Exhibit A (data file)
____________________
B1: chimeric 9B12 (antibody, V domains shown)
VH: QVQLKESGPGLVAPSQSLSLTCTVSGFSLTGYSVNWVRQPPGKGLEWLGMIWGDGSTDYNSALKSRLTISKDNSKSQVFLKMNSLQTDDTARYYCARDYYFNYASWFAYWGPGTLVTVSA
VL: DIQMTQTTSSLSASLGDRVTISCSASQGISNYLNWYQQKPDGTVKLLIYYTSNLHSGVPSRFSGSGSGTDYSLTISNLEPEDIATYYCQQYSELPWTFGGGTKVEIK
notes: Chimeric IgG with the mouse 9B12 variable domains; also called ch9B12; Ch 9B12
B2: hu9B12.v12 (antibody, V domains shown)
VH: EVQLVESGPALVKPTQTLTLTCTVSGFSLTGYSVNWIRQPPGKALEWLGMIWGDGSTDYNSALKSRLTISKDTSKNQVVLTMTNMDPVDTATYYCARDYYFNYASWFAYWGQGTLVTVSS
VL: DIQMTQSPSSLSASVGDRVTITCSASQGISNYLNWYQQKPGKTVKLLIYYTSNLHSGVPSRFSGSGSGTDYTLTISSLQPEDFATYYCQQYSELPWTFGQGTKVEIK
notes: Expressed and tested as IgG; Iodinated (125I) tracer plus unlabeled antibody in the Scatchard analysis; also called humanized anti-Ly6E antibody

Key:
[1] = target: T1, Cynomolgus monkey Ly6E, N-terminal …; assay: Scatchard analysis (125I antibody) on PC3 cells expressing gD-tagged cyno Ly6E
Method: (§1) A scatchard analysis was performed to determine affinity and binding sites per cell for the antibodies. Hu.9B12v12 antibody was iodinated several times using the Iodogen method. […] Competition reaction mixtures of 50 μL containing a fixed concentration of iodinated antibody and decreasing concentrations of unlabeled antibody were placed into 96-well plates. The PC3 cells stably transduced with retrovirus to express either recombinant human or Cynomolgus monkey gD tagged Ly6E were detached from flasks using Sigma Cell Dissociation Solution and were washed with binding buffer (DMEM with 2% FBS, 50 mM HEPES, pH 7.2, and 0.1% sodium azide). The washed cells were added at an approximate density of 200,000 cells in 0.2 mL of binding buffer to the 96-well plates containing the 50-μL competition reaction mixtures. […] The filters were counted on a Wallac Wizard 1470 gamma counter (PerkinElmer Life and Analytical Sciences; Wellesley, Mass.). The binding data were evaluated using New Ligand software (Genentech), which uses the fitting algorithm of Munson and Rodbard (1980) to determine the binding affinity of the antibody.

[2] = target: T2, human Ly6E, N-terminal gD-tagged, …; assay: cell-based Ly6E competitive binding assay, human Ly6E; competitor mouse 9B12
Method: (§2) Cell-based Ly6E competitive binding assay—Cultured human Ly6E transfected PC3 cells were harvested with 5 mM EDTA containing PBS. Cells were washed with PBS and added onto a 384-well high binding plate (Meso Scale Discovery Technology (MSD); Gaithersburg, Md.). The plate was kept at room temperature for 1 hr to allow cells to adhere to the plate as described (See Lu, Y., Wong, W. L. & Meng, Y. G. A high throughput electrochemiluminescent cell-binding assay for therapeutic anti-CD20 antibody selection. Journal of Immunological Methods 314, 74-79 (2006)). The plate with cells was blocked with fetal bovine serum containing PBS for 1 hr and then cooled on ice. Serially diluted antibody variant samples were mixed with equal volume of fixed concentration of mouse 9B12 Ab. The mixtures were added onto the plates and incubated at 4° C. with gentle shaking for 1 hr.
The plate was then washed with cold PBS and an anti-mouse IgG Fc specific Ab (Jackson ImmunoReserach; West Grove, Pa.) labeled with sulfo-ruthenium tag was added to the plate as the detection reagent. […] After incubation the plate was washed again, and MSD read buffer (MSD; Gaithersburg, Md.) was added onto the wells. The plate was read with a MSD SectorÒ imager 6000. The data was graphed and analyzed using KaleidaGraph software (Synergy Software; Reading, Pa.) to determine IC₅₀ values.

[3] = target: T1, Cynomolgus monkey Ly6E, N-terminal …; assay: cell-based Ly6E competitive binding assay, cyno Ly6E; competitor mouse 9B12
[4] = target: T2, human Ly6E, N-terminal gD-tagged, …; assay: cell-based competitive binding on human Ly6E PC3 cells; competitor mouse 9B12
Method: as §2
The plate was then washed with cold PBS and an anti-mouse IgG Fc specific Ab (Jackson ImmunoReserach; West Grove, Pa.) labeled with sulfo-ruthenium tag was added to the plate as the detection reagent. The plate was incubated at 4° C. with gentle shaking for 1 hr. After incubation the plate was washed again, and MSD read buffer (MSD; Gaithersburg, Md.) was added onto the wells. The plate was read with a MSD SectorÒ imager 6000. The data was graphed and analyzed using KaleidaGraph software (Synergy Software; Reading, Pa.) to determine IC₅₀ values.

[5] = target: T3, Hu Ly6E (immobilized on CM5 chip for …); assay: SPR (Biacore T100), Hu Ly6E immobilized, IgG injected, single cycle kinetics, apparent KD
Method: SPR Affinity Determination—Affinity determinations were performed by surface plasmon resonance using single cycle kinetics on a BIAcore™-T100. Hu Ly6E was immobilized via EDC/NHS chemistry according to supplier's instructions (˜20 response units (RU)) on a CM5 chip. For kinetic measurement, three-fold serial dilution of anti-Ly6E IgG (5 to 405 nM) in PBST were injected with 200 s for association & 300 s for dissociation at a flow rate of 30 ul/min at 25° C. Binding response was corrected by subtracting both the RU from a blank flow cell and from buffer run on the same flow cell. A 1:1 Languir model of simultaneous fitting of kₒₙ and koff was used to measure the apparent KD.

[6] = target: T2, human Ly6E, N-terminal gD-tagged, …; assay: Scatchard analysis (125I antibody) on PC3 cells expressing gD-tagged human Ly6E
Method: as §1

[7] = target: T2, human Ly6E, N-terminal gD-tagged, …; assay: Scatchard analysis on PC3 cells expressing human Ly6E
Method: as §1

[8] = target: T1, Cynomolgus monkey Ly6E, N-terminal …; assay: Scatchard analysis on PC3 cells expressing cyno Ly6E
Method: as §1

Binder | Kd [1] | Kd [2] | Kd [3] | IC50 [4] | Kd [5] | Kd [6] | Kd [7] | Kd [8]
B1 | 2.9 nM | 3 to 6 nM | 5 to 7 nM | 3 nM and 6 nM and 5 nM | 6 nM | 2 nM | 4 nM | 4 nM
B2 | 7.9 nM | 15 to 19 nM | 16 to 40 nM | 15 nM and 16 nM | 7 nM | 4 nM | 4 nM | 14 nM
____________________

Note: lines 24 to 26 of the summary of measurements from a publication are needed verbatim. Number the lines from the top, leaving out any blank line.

Method: as §1

[8] = target: T1, Cynomolgus monkey Ly6E, N-terminal …; assay: Scatchard analysis on PC3 cells expressing cyno Ly6E
Method: as §1